Police have been accused of trampling over civil liberties after surprising clubbers with snap drug tests.
Customers queuing outside clubs have been approached by officers who swab their hands for traces of illegal substances. Those who don’t co-operate are refused entry while those who test positive are questioned and face being searched and arrested.
Last weekend, officers turned up at Club Tropicana in Aberdeen with a drug-detection machine called an itemiser and a sniffer dog. They tested 100 people on the Friday and Saturday and a CCTV van monitored the club’s entrance.
Club boss Tony Cochrane said he was given an hour’s notice before police arrived and swabbed people in the queue. Officers failed to register any positive results for illegal drugs including cannabis, cocaine, ecstasy and heroin.
Cochrane said: “I support an anti-drug policy but I feel this latest action by Police Scotland is a step too far in regards to civil liberties. Officers stood at the club entrance and took sample swabs on customers entering with an expectation we should refuse admission to ‘non-compliants’.
When they returned the second night we managed to speak to a duty sergeant who was sympathetic to some of our points. We appreciate the work the police do but they’re achieving nothing with this policy.
People going for a night out are being made to feel like potential criminals. Anyone who saw a huge team of police with a sniffer dog and a CCTV van would think the club is a trouble spot, which is far from reality.
Police found nothing in two nights and said they won’t be back for few months. I’d like to know why they feel the need to come back at all. They’re wasting manpower and resources on making law-abiding citizens feel like suspects.”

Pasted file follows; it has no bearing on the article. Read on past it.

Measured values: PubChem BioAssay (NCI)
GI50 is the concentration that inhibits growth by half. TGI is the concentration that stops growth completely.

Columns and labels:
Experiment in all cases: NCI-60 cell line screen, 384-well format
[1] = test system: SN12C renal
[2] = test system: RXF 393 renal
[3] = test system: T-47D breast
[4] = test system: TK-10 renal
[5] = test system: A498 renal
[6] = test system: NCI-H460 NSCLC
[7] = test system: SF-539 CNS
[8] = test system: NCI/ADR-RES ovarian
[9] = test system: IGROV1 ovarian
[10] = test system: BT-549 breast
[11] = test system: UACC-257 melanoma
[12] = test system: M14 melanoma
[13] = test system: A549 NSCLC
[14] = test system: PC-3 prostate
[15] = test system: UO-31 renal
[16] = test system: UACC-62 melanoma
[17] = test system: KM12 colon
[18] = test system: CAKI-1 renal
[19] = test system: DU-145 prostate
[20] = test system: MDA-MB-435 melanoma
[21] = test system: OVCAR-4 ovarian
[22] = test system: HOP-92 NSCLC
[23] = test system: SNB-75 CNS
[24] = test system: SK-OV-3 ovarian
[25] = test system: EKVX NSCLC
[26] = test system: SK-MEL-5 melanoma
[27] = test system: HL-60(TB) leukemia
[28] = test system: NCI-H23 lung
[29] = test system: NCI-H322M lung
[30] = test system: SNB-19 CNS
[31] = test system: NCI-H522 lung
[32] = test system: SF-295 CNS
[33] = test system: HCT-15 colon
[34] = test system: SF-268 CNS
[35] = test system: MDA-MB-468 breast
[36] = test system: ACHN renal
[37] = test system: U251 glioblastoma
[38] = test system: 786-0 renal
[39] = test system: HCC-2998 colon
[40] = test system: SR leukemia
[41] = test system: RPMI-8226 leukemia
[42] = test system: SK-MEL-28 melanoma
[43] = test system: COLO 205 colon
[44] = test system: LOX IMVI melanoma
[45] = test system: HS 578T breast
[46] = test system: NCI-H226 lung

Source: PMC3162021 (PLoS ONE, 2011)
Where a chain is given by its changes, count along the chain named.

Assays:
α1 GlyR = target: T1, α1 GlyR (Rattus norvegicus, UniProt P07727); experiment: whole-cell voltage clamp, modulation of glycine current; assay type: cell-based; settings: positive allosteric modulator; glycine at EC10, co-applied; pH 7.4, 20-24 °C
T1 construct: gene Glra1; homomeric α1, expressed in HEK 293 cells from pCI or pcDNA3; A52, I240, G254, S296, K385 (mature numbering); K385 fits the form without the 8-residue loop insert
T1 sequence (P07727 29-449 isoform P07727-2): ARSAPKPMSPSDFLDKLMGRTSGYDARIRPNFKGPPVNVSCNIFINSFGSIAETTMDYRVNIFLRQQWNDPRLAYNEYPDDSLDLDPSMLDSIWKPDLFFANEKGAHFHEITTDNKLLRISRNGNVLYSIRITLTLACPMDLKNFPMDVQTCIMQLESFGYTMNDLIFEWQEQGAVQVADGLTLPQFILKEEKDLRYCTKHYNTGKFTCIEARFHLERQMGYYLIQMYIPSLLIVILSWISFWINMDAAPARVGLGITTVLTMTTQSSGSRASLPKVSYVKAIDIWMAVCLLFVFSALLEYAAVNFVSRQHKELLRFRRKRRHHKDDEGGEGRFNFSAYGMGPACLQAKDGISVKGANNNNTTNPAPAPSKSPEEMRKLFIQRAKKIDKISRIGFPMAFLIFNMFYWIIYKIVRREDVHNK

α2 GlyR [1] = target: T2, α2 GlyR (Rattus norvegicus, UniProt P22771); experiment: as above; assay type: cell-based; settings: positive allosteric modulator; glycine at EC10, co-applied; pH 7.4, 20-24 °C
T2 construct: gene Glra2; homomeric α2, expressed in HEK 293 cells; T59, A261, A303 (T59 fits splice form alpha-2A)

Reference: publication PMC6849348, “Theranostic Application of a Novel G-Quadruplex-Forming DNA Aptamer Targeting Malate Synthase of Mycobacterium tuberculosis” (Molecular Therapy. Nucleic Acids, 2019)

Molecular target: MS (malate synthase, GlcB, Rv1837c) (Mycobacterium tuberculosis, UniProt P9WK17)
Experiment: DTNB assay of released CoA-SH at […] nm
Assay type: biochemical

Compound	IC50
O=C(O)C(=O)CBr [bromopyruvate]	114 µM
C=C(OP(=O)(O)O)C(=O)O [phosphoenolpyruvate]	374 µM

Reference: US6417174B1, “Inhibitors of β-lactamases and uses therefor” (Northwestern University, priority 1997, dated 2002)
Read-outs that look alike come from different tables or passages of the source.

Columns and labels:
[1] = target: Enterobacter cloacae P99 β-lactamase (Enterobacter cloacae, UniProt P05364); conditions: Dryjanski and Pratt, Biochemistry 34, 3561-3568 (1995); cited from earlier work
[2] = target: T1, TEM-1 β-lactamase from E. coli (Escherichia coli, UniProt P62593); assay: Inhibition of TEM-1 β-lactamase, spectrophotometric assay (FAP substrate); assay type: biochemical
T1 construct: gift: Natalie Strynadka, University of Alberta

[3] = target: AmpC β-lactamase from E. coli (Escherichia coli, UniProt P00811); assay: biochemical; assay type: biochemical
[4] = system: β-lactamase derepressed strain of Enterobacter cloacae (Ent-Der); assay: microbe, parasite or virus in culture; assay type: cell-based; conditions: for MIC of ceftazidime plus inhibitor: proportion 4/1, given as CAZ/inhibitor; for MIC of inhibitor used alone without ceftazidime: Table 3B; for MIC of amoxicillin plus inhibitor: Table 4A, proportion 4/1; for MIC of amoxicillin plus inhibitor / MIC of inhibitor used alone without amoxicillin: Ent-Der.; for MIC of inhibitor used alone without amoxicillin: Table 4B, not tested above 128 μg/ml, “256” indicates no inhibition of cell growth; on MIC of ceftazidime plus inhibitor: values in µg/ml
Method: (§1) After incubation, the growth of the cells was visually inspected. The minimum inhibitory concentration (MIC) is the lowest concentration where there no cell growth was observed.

Last week Justice Secretary Michael Matheson said the Scottish Government would ban police from stop-and-search unless they had ”reasonable grounds” to believe a crime was being committed.
Officers have been able to perform consensual searches if a person agrees to co-operate. But a report by human rights lawyer John Scott QC said the policy was “of questonable lawfulness and legitmacy with poor accountability”.
Stop-and-search figures in Scotland are the highest in the UK at 600,000 in a year, with many of them young people. Police Scotland were told to rein in searches over fears that officers were driven by meeting targets rather than fighting crime.
Scottish Liberal Democrat leader Willie Rennie criticised the stop and swab tactic. He said: “Carrying out such tests without a suspicion of a crime is a heavy handed and indiscriminate tactic by the police. It’s why we stood firmly against industrial scale stop and search. Police Scotland need to review this tactic and explain how this helps address drug taking.”
Graeme Pearson, Scottish Labour justice spokesman and ex-head of the Scottish Drug Enforcement Agency, added: “Where police spring tests upon people and there’s a pressure to co-operate, it adds concern about the giving of consent and whether operations like this are appropriate. Whether or not there’s reasonable suspicion, it doesn’t create the kind of co-operative effort that one expects in community policing.”